President Bush and the U.S. military on Friday condemned the publication of photographs of a near-naked Saddam Hussein (search) in prison and said an investigation had been started to find who took and released the photos.

A front-page picture in the British tabloid The Sun showed the former Iraqi dictator, clad only in white briefs, folding a pair of trousers. Another on an inside page showed Saddam hand-washing a piece of clothing.

The Sun said it obtained the photos from "U.S. military sources." In the United States, the New York Post ran a story, reprinted the photos and used the same image on its front page. Click here to read the story (registration required).

(The Sun, the New York Post and the FOX News Channel are all owned by News Corp.)

Bush was briefed by senior aides Friday morning about the photos' existence, and "strongly supports the aggressive and thorough investigation that is already under way" that seeks to find who took them, White House press spokesman Trent Duffy said.

The White House (search) declined to say what decisions news organizations should make about disseminating the photos. "That's your job," he said.

With the inquiry ongoing, he also would not comment on how the pictures may affect the U.S. image abroad. But the president downplayed the importance of the photos in stirring up the Iraqi insurgency.

"I think the insurgency is inspired by their desire to stop the march of freedom," Bush said.

U.S. military sources told FOX News that the photo is about a year old judging from the way Saddam looks today. Saddam was captured in December 2003 and remains in custody. He is charged with war crimes, but no date has been set for his trial.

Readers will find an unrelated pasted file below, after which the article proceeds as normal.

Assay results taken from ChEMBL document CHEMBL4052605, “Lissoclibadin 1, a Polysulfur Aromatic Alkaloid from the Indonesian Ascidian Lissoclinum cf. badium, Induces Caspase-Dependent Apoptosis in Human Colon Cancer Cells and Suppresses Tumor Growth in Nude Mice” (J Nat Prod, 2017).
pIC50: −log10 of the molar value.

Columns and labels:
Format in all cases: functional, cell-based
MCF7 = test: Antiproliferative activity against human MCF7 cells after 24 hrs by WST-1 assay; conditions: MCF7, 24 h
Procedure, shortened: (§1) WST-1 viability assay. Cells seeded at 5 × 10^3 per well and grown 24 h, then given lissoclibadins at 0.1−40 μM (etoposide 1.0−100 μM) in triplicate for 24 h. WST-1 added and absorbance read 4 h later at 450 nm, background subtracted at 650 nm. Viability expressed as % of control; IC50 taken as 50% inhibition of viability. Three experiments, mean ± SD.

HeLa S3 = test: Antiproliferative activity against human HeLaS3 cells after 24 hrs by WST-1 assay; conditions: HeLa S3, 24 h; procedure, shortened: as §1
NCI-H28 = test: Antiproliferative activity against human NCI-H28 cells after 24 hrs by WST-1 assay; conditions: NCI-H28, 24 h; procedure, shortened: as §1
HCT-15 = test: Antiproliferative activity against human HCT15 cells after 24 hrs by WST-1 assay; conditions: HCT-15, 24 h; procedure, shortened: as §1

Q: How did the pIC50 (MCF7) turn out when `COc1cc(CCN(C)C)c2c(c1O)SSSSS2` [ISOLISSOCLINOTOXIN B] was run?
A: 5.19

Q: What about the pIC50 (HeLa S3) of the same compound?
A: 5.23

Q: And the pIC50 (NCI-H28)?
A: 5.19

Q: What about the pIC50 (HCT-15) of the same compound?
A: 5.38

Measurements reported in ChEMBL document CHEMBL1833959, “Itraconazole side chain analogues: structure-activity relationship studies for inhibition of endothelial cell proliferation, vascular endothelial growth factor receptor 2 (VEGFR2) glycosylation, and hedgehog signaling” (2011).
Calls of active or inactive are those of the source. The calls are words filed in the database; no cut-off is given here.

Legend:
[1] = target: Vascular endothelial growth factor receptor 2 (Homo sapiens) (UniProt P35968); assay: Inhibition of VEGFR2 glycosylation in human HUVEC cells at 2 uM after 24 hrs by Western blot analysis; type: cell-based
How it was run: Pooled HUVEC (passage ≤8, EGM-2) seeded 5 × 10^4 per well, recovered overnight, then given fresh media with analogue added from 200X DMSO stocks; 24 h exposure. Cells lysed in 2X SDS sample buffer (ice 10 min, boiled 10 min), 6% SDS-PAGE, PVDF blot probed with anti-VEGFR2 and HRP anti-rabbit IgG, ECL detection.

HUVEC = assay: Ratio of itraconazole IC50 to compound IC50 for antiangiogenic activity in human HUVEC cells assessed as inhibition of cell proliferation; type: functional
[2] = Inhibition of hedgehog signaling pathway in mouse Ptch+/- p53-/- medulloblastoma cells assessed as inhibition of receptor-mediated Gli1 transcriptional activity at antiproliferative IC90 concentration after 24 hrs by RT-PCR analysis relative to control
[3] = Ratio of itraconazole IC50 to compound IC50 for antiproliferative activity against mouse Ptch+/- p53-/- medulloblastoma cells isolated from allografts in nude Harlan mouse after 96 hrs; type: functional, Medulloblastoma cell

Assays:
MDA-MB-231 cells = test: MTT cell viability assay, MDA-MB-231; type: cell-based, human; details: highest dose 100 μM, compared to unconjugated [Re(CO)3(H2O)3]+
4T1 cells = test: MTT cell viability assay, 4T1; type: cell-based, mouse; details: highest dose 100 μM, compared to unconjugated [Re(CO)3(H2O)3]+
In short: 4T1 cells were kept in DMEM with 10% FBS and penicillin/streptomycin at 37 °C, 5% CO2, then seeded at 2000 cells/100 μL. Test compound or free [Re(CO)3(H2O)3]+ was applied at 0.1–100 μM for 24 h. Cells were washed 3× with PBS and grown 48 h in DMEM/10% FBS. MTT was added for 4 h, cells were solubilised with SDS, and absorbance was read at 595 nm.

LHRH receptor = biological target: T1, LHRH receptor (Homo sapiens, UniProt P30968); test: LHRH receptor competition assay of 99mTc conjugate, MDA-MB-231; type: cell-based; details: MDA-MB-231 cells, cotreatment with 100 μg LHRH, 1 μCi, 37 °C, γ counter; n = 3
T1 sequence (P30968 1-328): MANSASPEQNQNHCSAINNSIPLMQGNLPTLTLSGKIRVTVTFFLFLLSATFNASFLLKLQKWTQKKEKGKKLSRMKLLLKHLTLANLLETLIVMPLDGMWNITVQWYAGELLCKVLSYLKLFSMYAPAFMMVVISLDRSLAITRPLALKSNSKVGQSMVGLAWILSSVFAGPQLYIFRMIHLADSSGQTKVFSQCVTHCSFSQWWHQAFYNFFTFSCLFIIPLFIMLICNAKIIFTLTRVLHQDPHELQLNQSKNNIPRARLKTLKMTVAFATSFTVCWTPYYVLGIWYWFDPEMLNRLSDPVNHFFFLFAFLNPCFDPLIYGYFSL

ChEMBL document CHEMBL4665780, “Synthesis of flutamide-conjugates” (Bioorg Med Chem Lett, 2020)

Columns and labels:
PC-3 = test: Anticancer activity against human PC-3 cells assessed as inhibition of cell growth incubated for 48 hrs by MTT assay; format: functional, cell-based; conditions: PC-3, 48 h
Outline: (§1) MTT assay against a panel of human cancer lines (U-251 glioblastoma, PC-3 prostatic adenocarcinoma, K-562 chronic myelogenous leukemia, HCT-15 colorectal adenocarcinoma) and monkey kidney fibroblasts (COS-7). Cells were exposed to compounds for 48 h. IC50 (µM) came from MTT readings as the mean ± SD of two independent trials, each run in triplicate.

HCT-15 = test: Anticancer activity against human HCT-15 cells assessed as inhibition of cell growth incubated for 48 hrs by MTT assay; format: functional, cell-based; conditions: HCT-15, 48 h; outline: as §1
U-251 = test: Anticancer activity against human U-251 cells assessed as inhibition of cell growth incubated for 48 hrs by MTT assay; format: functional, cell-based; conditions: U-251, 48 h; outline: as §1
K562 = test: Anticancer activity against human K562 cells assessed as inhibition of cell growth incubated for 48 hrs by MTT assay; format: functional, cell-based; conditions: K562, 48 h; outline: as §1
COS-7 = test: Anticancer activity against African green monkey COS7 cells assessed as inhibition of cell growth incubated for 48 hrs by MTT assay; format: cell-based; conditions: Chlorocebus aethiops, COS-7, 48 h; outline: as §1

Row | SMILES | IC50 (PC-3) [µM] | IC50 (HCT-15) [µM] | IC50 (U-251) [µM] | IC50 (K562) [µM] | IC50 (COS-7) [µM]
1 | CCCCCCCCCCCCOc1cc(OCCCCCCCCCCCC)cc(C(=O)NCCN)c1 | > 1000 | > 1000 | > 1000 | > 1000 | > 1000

According to the New York Post, closed-circuit cameras monitor Saddam's every movement, including when he is in the bathroom.

The military said it was "aggressively" investigating to determine who took the pictures.

"We take seriously our responsibility to ensure the safety and security of all detainees," a Pentagon statement released Friday read.

Senior defense officials are extremely upset with the release and said the investigation is "very serious."

"If someone thought this was meant to make Saddam look bad, it has really made us look bad," one official told FOX News.

A statement by the U.S. military in Baghdad said the photos violated military guidelines "and possibly Geneva Convention guidelines for the humane treatment of detained individuals." The Red Cross also said the pictures may violate the Geneva Conventions.

Former ambassador Marc Ginsberg (search), who served in various posts in the Middle East, said that given the recent brouhaha over Newsweek falsely reporting that U.S. troops at Guantanamo Bay had flushed a copy of the Korean down the toilet and recent U.S. efforts to change its image in the Arab world, the timing of the Saddam photos is unfortunately.

"This is a time in which we're tring to repair the damage and these pictures can't do anything but anger Arabs and the Arab world," said Ginsberg, a FOX News foreign affairs analyst.

Bush said he did not think photos of would incite further anti-American sentiment in Iraq. "I don't think a photo inspires murderers," the president said.

"These people are motivated by a vision of the world that is backward and barbaric," Bush told reporters in the Oval Office where he met with the prime minister of Denmark, Anders Fogh Rasmussen.

FOX News' Bret Baier and The Associated Press contributed to this report.